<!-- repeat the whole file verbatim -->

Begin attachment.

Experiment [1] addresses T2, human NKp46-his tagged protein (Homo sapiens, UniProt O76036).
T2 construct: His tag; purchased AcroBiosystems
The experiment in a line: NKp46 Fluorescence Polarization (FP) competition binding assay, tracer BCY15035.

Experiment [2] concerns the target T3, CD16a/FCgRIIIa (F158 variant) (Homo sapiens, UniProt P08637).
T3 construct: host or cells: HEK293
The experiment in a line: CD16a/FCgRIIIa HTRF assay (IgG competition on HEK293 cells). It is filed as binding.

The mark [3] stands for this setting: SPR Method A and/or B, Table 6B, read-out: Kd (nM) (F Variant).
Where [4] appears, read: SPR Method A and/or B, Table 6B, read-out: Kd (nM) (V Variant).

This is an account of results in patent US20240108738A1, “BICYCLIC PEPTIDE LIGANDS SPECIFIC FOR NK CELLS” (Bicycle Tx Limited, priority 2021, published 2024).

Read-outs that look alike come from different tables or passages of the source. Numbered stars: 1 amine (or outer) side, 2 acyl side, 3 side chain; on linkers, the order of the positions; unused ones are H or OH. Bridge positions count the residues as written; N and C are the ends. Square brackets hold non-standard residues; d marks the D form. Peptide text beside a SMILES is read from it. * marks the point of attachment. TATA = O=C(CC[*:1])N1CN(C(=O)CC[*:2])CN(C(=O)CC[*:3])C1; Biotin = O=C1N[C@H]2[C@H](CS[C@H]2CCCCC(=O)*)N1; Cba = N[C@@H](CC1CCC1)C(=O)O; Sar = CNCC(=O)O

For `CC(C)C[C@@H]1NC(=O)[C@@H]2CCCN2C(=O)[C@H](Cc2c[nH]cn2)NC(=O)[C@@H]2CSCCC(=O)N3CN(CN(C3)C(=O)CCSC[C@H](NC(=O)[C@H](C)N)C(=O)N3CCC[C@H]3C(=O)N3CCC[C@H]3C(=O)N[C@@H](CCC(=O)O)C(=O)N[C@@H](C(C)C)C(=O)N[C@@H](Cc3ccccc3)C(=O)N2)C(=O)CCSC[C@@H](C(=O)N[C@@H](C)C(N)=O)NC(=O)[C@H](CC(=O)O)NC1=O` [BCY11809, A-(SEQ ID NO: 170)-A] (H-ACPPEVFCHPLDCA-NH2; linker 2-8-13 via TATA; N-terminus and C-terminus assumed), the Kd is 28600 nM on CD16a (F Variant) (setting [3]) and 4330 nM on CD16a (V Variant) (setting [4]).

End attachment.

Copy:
Experiment [1] addresses T2, human NKp46-his tagged protein (Homo sapiens, UniProt O76036).
T2 construct: His tag; purchased AcroBiosystems
The experiment in a line: NKp46 Fluorescence Polarization (FP) competition binding assay, tracer BCY15035.

Experiment [2] concerns the target T3, CD16a/FCgRIIIa (F158 variant) (Homo sapiens, UniProt P08637).
T3 construct: host or cells: HEK293
The experiment in a line: CD16a/FCgRIIIa HTRF assay (IgG competition on HEK293 cells). It is filed as binding.

The mark [3] stands for this setting: SPR Method A and/or B, Table 6B, read-out: Kd (nM) (F Variant).
Where [4] appears, read: SPR Method A and/or B, Table 6B, read-out: Kd (nM) (V Variant).

This is an account of results in patent US20240108738A1, “BICYCLIC PEPTIDE LIGANDS SPECIFIC FOR NK CELLS” (Bicycle Tx Limited, priority 2021, published 2024).

Read-outs that look alike come from different tables or passages of the source. Numbered stars: 1 amine (or outer) side, 2 acyl side, 3 side chain; on linkers, the order of the positions; unused ones are H or OH. Bridge positions count the residues as written; N and C are the ends. Square brackets hold non-standard residues; d marks the D form. Peptide text beside a SMILES is read from it. * marks the point of attachment. TATA = O=C(CC[*:1])N1CN(C(=O)CC[*:2])CN(C(=O)CC[*:3])C1; Biotin = O=C1N[C@H]2[C@H](CS[C@H]2CCCCC(=O)*)N1; Cba = N[C@@H](CC1CCC1)C(=O)O; Sar = CNCC(=O)O

For `CC(C)C[C@@H]1NC(=O)[C@@H]2CCCN2C(=O)[C@H](Cc2c[nH]cn2)NC(=O)[C@@H]2CSCCC(=O)N3CN(CN(C3)C(=O)CCSC[C@H](NC(=O)[C@H](C)N)C(=O)N3CCC[C@H]3C(=O)N3CCC[C@H]3C(=O)N[C@@H](CCC(=O)O)C(=O)N[C@@H](C(C)C)C(=O)N[C@@H](Cc3ccccc3)C(=O)N2)C(=O)CCSC[C@@H](C(=O)N[C@@H](C)C(N)=O)NC(=O)[C@H](CC(=O)O)NC1=O` [BCY11809, A-(SEQ ID NO: 170)-A] (H-ACPPEVFCHPLDCA-NH2; linker 2-8-13 via TATA; N-terminus and C-terminus assumed), the Kd is 28600 nM on CD16a (F Variant) (setting [3]) and 4330 nM on CD16a (V Variant) (setting [4]).